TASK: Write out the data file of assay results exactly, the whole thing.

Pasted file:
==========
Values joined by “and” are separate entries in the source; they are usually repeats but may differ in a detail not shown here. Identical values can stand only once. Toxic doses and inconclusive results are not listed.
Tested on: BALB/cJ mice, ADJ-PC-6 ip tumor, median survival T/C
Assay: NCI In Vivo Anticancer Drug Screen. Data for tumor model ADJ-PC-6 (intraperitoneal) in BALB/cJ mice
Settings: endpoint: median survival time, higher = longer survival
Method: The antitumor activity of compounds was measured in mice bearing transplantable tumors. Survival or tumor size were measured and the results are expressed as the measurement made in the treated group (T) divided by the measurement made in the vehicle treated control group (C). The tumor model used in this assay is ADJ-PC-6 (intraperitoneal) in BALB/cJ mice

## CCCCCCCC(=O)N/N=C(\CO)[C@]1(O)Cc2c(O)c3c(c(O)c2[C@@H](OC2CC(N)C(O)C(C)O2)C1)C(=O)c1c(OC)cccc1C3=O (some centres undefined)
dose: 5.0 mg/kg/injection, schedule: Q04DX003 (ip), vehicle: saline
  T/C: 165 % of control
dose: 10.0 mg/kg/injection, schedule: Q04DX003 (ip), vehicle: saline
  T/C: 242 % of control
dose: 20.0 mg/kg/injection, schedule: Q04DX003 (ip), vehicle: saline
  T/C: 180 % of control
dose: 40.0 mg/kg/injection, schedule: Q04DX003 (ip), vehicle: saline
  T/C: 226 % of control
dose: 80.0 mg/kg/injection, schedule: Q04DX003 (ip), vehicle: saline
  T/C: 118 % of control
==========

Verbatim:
Values joined by “and” are separate entries in the source; they are usually repeats but may differ in a detail not shown here. Identical values can stand only once. Toxic doses and inconclusive results are not listed.
Tested on: BALB/cJ mice, ADJ-PC-6 ip tumor, median survival T/C
Assay: NCI In Vivo Anticancer Drug Screen. Data for tumor model ADJ-PC-6 (intraperitoneal) in BALB/cJ mice
Settings: endpoint: median survival time, higher = longer survival
Method: The antitumor activity of compounds was measured in mice bearing transplantable tumors. Survival or tumor size were measured and the results are expressed as the measurement made in the treated group (T) divided by the measurement made in the vehicle treated control group (C). The tumor model used in this assay is ADJ-PC-6 (intraperitoneal) in BALB/cJ mice

## CCCCCCCC(=O)N/N=C(\CO)[C@]1(O)Cc2c(O)c3c(c(O)c2[C@@H](OC2CC(N)C(O)C(C)O2)C1)C(=O)c1c(OC)cccc1C3=O (some centres undefined)
dose: 5.0 mg/kg/injection, schedule: Q04DX003 (ip), vehicle: saline
  T/C: 165 % of control
dose: 10.0 mg/kg/injection, schedule: Q04DX003 (ip), vehicle: saline
  T/C: 242 % of control
dose: 20.0 mg/kg/injection, schedule: Q04DX003 (ip), vehicle: saline
  T/C: 180 % of control
dose: 40.0 mg/kg/injection, schedule: Q04DX003 (ip), vehicle: saline
  T/C: 226 % of control
dose: 80.0 mg/kg/injection, schedule: Q04DX003 (ip), vehicle: saline
  T/C: 118 % of control